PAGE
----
Let’s get back to Mitchell. At the emergency room, Mitchell and his supporter met Sarah, a nurse who received her degree from a school that taught IDD healthcare principles. Sarah spoke with Mitchell directly, in plain language, and asked Mitchell to sit down and demonstrated, one at a time, how she was going to check his blood pressure and other vitals, then escorted Mitchell to a quiet room and notified the physician that Mitchell had an intellectual disability and was ready to be seen. Mitchell then saw Dr. Smith, who had recently completed an online training course provided through his state’s developmental disabilities agency. In that course, Dr. Smith learned about diagnostic overshadowing and the many different ways that people with IDD might express pain and discomfort, and the tendency for overuse of psychotropic medications to control behavior. Dr. Smith spoke to both Mitchell and his supporter and asked a number of questions relating to common causes of pain in people with IDD. Dr. Smith learned that Mitchell seemed to become more aggressive around mealtimes and refused to eat. He was also waking up at night yelling for no apparent reason, while curling up into a fetal position. Dr. Smith then evaluated Mitchell for gastrointestinal issues. He found that Mitchell had severe constipation which is one of the most common preventable causes of illness in people with IDD. Dr. Smith provided prompt treatment, and upon discharge, Dr. Smith recommended additional fiber and fluids, and to follow up with his regular doctor if the symptoms were not better within 24-48 hours.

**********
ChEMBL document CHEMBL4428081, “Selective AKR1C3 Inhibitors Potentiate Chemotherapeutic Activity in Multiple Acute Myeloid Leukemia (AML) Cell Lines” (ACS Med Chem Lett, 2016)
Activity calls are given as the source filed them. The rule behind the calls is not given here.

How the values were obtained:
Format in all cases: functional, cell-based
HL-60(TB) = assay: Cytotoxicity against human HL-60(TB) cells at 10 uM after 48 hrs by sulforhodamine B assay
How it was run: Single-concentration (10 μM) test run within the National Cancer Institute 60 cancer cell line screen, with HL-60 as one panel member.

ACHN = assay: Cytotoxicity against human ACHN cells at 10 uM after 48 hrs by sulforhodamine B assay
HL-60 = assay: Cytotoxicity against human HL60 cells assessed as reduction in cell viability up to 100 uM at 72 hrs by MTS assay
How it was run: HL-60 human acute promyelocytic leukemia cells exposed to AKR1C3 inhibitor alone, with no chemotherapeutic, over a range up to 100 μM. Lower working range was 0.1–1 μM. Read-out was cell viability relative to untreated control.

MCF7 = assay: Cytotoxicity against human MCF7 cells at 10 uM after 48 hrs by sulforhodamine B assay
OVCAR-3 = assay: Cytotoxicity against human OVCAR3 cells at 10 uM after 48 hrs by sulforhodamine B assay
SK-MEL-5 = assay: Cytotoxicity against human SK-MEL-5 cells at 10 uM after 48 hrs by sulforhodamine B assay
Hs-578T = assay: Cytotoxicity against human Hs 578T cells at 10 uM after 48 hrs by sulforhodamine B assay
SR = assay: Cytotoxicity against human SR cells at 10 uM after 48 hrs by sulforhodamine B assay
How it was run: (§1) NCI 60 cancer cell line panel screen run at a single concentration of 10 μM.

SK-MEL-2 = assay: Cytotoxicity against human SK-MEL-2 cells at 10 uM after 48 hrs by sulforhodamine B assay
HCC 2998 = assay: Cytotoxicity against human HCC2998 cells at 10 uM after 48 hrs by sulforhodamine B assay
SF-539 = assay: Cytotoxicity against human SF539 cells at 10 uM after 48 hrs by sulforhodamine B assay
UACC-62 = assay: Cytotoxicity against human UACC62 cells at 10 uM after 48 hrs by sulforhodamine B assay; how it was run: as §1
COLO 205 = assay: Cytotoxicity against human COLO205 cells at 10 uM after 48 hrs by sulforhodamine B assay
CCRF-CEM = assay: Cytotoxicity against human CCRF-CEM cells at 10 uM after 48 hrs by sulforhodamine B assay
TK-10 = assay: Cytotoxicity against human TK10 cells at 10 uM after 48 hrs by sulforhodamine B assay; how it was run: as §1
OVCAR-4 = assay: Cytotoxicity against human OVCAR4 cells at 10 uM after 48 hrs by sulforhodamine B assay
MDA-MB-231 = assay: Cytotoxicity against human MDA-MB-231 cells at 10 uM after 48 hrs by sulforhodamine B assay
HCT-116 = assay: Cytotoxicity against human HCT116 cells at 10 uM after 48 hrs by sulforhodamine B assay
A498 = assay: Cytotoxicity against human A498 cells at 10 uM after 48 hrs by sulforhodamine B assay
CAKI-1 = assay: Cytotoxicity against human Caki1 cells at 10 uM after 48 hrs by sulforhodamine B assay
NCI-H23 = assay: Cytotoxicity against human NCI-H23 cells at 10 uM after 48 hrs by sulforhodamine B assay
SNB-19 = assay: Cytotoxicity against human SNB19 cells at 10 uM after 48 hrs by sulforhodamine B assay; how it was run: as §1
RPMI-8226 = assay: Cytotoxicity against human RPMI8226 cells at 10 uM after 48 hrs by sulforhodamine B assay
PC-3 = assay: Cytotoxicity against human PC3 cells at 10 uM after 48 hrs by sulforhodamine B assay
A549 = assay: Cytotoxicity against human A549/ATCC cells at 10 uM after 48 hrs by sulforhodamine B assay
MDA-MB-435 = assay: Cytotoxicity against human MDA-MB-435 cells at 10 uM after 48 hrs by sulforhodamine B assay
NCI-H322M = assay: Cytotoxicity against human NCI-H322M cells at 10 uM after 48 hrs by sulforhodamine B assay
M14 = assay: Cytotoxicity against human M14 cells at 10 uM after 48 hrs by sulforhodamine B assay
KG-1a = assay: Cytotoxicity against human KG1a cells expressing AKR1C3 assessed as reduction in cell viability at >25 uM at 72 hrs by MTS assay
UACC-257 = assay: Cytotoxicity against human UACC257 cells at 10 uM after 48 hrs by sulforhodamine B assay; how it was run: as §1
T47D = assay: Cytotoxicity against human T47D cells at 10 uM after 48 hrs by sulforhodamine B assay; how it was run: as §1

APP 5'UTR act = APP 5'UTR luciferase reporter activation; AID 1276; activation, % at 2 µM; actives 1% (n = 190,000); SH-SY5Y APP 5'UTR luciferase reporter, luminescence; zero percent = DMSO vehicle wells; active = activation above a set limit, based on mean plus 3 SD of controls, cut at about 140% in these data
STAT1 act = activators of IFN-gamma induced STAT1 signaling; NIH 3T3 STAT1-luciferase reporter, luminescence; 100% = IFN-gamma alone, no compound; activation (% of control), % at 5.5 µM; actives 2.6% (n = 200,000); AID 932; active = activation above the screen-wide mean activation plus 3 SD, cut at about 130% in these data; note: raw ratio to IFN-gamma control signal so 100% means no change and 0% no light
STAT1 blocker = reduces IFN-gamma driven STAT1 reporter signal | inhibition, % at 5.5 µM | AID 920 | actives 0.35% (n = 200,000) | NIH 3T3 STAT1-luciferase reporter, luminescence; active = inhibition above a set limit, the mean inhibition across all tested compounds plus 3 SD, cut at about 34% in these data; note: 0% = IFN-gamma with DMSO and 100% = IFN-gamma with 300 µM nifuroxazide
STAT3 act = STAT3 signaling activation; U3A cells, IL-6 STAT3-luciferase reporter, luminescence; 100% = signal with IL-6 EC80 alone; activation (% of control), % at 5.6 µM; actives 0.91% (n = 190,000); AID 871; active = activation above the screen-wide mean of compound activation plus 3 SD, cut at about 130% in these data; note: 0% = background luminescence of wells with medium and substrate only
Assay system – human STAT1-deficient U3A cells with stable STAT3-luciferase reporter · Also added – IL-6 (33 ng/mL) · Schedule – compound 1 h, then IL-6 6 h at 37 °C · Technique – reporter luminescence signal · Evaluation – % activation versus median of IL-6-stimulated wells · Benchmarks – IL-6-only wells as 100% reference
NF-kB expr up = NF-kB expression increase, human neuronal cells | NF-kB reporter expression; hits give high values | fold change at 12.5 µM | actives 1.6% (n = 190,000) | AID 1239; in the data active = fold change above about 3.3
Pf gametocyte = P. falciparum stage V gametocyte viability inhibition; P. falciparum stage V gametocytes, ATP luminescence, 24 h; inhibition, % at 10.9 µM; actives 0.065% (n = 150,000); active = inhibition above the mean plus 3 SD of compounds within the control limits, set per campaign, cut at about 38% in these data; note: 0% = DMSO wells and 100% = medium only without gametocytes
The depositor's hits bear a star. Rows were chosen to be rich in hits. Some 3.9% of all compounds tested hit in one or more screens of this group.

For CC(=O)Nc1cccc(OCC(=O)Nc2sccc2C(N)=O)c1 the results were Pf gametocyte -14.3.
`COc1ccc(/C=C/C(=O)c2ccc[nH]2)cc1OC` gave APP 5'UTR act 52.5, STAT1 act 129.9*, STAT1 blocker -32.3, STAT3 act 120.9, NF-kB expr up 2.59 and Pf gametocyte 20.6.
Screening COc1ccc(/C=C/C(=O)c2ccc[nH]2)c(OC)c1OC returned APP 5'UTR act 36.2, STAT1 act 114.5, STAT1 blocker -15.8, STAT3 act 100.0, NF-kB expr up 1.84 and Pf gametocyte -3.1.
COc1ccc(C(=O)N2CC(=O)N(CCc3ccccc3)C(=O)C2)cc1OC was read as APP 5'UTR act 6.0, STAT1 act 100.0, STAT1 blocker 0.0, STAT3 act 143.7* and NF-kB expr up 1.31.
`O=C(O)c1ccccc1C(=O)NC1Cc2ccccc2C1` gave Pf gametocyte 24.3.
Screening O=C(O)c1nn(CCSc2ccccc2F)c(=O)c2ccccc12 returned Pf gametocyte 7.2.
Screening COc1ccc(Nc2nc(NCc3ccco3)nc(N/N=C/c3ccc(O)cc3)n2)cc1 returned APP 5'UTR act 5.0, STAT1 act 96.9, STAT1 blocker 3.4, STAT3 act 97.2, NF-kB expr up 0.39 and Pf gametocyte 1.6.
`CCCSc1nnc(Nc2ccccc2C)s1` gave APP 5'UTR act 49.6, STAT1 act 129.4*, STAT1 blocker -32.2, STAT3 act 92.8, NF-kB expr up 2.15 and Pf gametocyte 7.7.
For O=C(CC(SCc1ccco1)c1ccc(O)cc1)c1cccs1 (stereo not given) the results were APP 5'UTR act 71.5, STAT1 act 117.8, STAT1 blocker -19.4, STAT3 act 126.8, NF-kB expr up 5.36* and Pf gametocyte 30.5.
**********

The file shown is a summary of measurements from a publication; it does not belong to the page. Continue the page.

Mitchell went back to his home, and the next day, he was back to his usual self. Both Mitchell and his supporter were so pleased that the healthcare staff treated them respectfully, listened to Mitchell’s story, and had specific training about the healthcare needs of people with IDD. When health professional schools implement this vital training, better health and lower rates of unnecessary suffering for people with IDD will surely follow.  


Dr. Craig Escudé is a board-certified Fellow of the American Academy of Family Physicians and the American Academy of Developmental Medicine and is the President of IntellectAbility ( He has more than 20 years of clinical experience providing medical care for people with IDD and complex medical and mental health conditions serving as medical director of Hudspeth Regional Center in Mississippi for most of that time. While there, he founded DETECT, the Developmental Evaluation, Training, and Educational Consultative Team of Mississippi. He is the author of Clinical Pearls in IDD Healthcare and developer of the “Curriculum in IDD Healthcare,” an eLearning course used to train clinicians on the fundamentals of healthcare for people with IDD.